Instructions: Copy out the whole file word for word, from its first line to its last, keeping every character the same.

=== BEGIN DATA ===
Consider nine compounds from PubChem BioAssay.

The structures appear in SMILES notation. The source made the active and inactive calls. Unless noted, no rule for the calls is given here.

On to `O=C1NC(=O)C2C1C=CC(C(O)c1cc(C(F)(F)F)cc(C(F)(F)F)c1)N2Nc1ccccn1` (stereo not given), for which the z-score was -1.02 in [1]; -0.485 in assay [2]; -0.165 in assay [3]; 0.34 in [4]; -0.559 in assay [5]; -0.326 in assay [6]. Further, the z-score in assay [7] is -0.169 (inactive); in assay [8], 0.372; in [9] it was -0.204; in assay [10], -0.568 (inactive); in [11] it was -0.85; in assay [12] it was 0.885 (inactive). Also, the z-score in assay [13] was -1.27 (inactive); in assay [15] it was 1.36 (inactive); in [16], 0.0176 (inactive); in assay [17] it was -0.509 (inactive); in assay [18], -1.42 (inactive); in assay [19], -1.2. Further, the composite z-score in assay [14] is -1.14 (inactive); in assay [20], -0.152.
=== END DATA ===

Consider nine compounds from PubChem BioAssay.

The structures appear in SMILES notation. The source made the active and inactive calls. Unless noted, no rule for the calls is given here.

On to `O=C1NC(=O)C2C1C=CC(C(O)c1cc(C(F)(F)F)cc(C(F)(F)F)c1)N2Nc1ccccn1` (stereo not given), for which the z-score was -1.02 in [1]; -0.485 in assay [2]; -0.165 in assay [3]; 0.34 in [4]; -0.559 in assay [5]; -0.326 in assay [6]. Further, the z-score in assay [7] is -0.169 (inactive); in assay [8], 0.372; in [9] it was -0.204; in assay [10], -0.568 (inactive); in [11] it was -0.85; in assay [12] it was 0.885 (inactive). Also, the z-score in assay [13] was -1.27 (inactive); in assay [15] it was 1.36 (inactive); in [16], 0.0176 (inactive); in assay [17] it was -0.509 (inactive); in assay [18], -1.42 (inactive); in assay [19], -1.2. Further, the composite z-score in assay [14] is -1.14 (inactive); in assay [20], -0.152.